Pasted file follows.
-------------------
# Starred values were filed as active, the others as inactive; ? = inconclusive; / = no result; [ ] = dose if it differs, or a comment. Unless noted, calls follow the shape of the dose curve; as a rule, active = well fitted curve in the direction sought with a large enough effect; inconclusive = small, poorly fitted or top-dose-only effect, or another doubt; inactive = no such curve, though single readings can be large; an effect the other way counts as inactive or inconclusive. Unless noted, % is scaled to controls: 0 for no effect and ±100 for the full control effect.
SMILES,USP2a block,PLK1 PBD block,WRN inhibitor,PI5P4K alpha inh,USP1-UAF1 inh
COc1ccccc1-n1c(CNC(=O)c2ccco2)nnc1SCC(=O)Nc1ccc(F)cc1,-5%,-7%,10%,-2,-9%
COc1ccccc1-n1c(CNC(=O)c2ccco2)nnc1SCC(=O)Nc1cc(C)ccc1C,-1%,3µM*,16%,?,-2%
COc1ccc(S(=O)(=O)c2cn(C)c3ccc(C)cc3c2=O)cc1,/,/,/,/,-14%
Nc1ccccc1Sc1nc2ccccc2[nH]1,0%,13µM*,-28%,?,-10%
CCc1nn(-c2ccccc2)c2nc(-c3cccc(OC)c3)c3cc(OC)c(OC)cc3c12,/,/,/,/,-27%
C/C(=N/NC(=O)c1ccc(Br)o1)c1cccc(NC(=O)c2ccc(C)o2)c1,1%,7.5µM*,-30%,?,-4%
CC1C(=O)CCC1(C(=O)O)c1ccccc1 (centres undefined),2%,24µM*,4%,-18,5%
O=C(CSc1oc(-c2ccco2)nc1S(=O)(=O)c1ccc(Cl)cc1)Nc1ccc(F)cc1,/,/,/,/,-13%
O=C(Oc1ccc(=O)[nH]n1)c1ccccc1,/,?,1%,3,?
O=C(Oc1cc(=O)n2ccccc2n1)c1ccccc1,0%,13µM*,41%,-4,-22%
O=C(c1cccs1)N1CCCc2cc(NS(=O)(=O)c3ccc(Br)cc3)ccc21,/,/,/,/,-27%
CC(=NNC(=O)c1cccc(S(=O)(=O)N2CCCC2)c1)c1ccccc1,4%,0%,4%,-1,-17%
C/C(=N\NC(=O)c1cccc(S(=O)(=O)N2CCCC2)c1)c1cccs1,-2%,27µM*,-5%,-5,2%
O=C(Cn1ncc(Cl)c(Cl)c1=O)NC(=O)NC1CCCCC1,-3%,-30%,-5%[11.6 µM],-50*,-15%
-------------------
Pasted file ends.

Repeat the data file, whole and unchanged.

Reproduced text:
# Starred values were filed as active, the others as inactive; ? = inconclusive; / = no result; [ ] = dose if it differs, or a comment. Unless noted, calls follow the shape of the dose curve; as a rule, active = well fitted curve in the direction sought with a large enough effect; inconclusive = small, poorly fitted or top-dose-only effect, or another doubt; inactive = no such curve, though single readings can be large; an effect the other way counts as inactive or inconclusive. Unless noted, % is scaled to controls: 0 for no effect and ±100 for the full control effect.
SMILES,USP2a block,PLK1 PBD block,WRN inhibitor,PI5P4K alpha inh,USP1-UAF1 inh
COc1ccccc1-n1c(CNC(=O)c2ccco2)nnc1SCC(=O)Nc1ccc(F)cc1,-5%,-7%,10%,-2,-9%
COc1ccccc1-n1c(CNC(=O)c2ccco2)nnc1SCC(=O)Nc1cc(C)ccc1C,-1%,3µM*,16%,?,-2%
COc1ccc(S(=O)(=O)c2cn(C)c3ccc(C)cc3c2=O)cc1,/,/,/,/,-14%
Nc1ccccc1Sc1nc2ccccc2[nH]1,0%,13µM*,-28%,?,-10%
CCc1nn(-c2ccccc2)c2nc(-c3cccc(OC)c3)c3cc(OC)c(OC)cc3c12,/,/,/,/,-27%
C/C(=N/NC(=O)c1ccc(Br)o1)c1cccc(NC(=O)c2ccc(C)o2)c1,1%,7.5µM*,-30%,?,-4%
CC1C(=O)CCC1(C(=O)O)c1ccccc1 (centres undefined),2%,24µM*,4%,-18,5%
O=C(CSc1oc(-c2ccco2)nc1S(=O)(=O)c1ccc(Cl)cc1)Nc1ccc(F)cc1,/,/,/,/,-13%
O=C(Oc1ccc(=O)[nH]n1)c1ccccc1,/,?,1%,3,?
O=C(Oc1cc(=O)n2ccccc2n1)c1ccccc1,0%,13µM*,41%,-4,-22%
O=C(c1cccs1)N1CCCc2cc(NS(=O)(=O)c3ccc(Br)cc3)ccc21,/,/,/,/,-27%
CC(=NNC(=O)c1cccc(S(=O)(=O)N2CCCC2)c1)c1ccccc1,4%,0%,4%,-1,-17%
C/C(=N\NC(=O)c1cccc(S(=O)(=O)N2CCCC2)c1)c1cccs1,-2%,27µM*,-5%,-5,2%
O=C(Cn1ncc(Cl)c(Cl)c1=O)NC(=O)NC1CCCCC1,-3%,-30%,-5%[11.6 µM],-50*,-15%